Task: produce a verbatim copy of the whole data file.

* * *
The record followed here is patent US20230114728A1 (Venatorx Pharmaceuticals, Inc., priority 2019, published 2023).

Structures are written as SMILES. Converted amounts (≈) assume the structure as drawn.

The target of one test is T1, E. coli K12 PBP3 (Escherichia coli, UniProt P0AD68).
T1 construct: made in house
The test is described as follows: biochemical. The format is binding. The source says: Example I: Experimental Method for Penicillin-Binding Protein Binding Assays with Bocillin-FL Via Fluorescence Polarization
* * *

The record followed here is patent US20230114728A1 (Venatorx Pharmaceuticals, Inc., priority 2019, published 2023).

Structures are written as SMILES. Converted amounts (≈) assume the structure as drawn.

The target of one test is T1, E. coli K12 PBP3 (Escherichia coli, UniProt P0AD68).
T1 construct: made in house
The test is described as follows: biochemical. The format is binding. The source says: Example I: Experimental Method for Penicillin-Binding Protein Binding Assays with Bocillin-FL Via Fluorescence Polarization